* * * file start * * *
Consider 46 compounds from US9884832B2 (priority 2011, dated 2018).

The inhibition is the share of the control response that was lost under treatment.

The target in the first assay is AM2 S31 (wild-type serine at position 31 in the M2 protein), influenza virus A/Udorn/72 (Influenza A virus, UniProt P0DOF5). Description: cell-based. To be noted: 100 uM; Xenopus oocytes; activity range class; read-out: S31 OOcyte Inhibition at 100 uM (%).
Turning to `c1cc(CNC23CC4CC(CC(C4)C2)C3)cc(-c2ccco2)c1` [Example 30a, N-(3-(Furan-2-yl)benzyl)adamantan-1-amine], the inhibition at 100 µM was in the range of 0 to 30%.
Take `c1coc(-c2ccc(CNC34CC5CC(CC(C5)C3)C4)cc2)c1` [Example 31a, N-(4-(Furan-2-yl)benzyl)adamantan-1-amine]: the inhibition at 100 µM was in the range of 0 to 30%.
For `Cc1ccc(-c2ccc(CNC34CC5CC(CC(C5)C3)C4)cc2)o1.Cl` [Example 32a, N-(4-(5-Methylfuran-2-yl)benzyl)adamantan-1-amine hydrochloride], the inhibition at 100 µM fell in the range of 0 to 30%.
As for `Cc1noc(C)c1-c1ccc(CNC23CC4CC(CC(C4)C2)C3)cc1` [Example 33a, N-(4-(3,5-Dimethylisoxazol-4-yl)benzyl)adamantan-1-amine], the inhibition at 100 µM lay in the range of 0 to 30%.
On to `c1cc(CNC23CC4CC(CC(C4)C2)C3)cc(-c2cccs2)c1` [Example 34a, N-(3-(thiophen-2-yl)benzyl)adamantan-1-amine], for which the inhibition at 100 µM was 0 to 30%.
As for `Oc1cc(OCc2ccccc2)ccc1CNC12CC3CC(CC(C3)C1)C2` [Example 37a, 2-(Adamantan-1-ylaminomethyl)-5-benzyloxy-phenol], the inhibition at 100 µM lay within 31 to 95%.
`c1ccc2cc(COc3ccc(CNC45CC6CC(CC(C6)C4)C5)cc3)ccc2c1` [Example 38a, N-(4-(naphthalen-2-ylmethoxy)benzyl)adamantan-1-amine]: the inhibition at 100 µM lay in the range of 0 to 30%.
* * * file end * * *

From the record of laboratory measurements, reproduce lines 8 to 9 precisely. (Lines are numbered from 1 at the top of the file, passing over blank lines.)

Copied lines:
On to `c1cc(CNC23CC4CC(CC(C4)C2)C3)cc(-c2cccs2)c1` [Example 34a, N-(3-(thiophen-2-yl)benzyl)adamantan-1-amine], for which the inhibition at 100 µM was 0 to 30%.
As for `Oc1cc(OCc2ccccc2)ccc1CNC12CC3CC(CC(C3)C1)C2` [Example 37a, 2-(Adamantan-1-ylaminomethyl)-5-benzyloxy-phenol], the inhibition at 100 µM lay within 31 to 95%.